A Potpourri of Thoughts on the Fourth of July

A Potpourri of Thoughts on the Fourth of July July 4, 2024

 

Coming up very soon!
Coming up soon!

New materials are constantly appearing on the otherwise completely dead and rapidly dying website of the very nearly comatose Interpreter Foundation.  Here are two recently posted items:

Hugh Nibley Observed: “Editing Hugh Nibley: The Man and His Legacy,” written by Shirley S. Ricks

“My personal experience of working with Hugh Nibley’s books and manuscripts began in the late 1980s when there was a big push to get several books out in time for the upcoming year when the Book of Mormon would be the focus for our Gospel Doctrine classes. Our family had spent the 1987–88 year in Jerusalem, so other than working on cleaning up a bibliography for Nibley’s dissertation in Ireland (where we spent a couple of summer months on our way home), I probably didn’t do a great deal on Nibley projects until our return to the States. It was around this time that I became more fully engaged in working on the Collected Works of Hugh Nibley.”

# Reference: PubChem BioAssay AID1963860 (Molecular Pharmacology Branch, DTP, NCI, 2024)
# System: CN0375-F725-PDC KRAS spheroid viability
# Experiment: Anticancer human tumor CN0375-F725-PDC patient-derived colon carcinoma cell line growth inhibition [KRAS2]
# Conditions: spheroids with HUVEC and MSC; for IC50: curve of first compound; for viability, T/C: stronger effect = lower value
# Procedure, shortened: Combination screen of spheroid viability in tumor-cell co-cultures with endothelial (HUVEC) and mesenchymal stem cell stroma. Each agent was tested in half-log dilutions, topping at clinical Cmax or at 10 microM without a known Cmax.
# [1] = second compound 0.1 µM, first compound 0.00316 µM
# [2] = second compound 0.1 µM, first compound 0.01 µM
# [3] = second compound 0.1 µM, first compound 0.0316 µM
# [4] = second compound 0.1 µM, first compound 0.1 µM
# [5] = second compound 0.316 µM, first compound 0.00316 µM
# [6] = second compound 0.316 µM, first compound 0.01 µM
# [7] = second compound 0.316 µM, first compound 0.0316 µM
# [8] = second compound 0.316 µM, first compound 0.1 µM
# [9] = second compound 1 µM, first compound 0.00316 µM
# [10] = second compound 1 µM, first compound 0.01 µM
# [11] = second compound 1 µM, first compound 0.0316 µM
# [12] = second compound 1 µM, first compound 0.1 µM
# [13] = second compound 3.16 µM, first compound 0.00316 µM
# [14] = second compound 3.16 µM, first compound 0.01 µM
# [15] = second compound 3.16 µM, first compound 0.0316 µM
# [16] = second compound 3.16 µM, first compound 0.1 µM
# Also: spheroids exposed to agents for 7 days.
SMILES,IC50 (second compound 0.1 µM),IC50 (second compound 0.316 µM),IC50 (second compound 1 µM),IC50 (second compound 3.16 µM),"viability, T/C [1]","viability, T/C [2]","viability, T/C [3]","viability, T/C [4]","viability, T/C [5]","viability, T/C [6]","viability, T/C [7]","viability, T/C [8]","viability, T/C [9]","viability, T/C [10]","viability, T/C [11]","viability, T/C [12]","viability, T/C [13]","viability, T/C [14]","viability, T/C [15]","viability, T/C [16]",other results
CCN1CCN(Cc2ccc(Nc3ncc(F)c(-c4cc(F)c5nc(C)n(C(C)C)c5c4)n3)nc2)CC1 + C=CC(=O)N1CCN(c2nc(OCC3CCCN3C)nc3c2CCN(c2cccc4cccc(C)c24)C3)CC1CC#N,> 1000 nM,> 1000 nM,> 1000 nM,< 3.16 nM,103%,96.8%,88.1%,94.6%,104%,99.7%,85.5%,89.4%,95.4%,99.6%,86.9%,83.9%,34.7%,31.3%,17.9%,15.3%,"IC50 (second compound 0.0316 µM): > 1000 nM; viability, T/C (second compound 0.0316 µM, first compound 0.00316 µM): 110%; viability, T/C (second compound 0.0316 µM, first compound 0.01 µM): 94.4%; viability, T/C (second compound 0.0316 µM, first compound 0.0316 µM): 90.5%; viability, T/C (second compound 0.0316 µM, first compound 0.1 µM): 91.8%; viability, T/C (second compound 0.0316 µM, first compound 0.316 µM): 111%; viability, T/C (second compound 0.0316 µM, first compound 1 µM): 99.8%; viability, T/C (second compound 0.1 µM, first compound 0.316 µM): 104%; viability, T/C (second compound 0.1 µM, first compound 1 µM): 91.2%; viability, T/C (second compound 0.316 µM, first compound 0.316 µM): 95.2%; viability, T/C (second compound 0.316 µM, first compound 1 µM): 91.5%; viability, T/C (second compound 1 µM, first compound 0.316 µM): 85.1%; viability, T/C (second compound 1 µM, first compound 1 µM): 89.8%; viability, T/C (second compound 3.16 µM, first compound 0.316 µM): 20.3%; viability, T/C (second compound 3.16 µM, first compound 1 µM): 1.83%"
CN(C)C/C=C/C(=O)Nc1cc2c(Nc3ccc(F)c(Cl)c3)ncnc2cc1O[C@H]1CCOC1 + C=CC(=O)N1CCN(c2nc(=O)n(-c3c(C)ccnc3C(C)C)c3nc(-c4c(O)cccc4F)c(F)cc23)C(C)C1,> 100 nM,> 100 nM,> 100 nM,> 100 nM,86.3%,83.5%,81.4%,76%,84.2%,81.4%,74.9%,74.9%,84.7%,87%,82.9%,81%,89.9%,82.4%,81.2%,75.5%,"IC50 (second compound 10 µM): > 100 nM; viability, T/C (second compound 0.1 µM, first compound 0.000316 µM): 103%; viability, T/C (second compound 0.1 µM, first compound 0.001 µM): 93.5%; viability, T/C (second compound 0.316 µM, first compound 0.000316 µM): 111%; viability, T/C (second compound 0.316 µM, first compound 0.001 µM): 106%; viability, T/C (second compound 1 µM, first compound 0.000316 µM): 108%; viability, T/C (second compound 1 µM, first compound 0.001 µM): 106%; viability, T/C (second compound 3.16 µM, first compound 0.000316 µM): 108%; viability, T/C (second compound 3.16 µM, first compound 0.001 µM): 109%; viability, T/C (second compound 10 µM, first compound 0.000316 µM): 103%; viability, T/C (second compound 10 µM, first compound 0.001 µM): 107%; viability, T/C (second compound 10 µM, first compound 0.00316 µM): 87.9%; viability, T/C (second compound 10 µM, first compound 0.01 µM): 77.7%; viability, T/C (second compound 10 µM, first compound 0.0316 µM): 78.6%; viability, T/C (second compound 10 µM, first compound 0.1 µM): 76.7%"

Part of our book chapter reprint series, this article originally appeared in Hugh Nibley Observed, edited by Jeffrey M. Bradshaw, Shirley S. Ricks, and Stephen T. Whitlock. For more information, go to https://interpreterfoundation.org/books/hugh-nibley-observed/.

Conference Talks: 2021 Tracing Ancient Threads in the Book of Moses Conference: “I Am a Son of God”: Moses’ Prophetic Call and Ascent into the Divine Council,” presented by Stephen O. Smoot

Stephen Smoot spoke at the 2021 Tracing Ancient Threads in the Book of Moses Conference on Saturday, April 24, 2021 on “‘I Am a Son of God’: Moses’ Prophetic Call and Ascent into the Divine Council.”